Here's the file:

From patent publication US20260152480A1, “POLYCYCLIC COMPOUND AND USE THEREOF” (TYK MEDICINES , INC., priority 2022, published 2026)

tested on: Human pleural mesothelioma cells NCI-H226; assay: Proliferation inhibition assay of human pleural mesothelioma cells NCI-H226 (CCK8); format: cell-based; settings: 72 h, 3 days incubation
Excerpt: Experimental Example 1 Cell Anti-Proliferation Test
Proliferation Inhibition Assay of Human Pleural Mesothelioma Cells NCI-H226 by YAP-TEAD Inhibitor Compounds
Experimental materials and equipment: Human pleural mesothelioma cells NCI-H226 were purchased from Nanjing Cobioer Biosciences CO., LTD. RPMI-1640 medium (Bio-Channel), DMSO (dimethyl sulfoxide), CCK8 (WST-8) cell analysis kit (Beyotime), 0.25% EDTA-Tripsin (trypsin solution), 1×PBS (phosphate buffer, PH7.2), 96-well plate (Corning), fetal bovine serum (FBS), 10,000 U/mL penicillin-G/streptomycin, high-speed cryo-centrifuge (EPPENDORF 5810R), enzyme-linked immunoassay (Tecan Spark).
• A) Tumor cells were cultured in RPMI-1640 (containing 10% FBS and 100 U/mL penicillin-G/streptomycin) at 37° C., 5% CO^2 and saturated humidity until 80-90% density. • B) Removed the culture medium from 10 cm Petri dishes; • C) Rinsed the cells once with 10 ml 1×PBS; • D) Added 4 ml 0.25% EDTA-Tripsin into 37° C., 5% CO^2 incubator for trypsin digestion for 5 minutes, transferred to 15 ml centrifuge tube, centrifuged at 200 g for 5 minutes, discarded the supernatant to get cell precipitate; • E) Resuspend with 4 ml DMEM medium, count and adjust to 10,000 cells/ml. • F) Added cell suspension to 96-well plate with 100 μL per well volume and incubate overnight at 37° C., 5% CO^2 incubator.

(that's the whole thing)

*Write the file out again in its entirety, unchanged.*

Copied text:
From patent publication US20260152480A1, “POLYCYCLIC COMPOUND AND USE THEREOF” (TYK MEDICINES , INC., priority 2022, published 2026)

tested on: Human pleural mesothelioma cells NCI-H226; assay: Proliferation inhibition assay of human pleural mesothelioma cells NCI-H226 (CCK8); format: cell-based; settings: 72 h, 3 days incubation
Excerpt: Experimental Example 1 Cell Anti-Proliferation Test
Proliferation Inhibition Assay of Human Pleural Mesothelioma Cells NCI-H226 by YAP-TEAD Inhibitor Compounds
Experimental materials and equipment: Human pleural mesothelioma cells NCI-H226 were purchased from Nanjing Cobioer Biosciences CO., LTD. RPMI-1640 medium (Bio-Channel), DMSO (dimethyl sulfoxide), CCK8 (WST-8) cell analysis kit (Beyotime), 0.25% EDTA-Tripsin (trypsin solution), 1×PBS (phosphate buffer, PH7.2), 96-well plate (Corning), fetal bovine serum (FBS), 10,000 U/mL penicillin-G/streptomycin, high-speed cryo-centrifuge (EPPENDORF 5810R), enzyme-linked immunoassay (Tecan Spark).
• A) Tumor cells were cultured in RPMI-1640 (containing 10% FBS and 100 U/mL penicillin-G/streptomycin) at 37° C., 5% CO^2 and saturated humidity until 80-90% density. • B) Removed the culture medium from 10 cm Petri dishes; • C) Rinsed the cells once with 10 ml 1×PBS; • D) Added 4 ml 0.25% EDTA-Tripsin into 37° C., 5% CO^2 incubator for trypsin digestion for 5 minutes, transferred to 15 ml centrifuge tube, centrifuged at 200 g for 5 minutes, discarded the supernatant to get cell precipitate; • E) Resuspend with 4 ml DMEM medium, count and adjust to 10,000 cells/ml. • F) Added cell suspension to 96-well plate with 100 μL per well volume and incubate overnight at 37° C., 5% CO^2 incubator.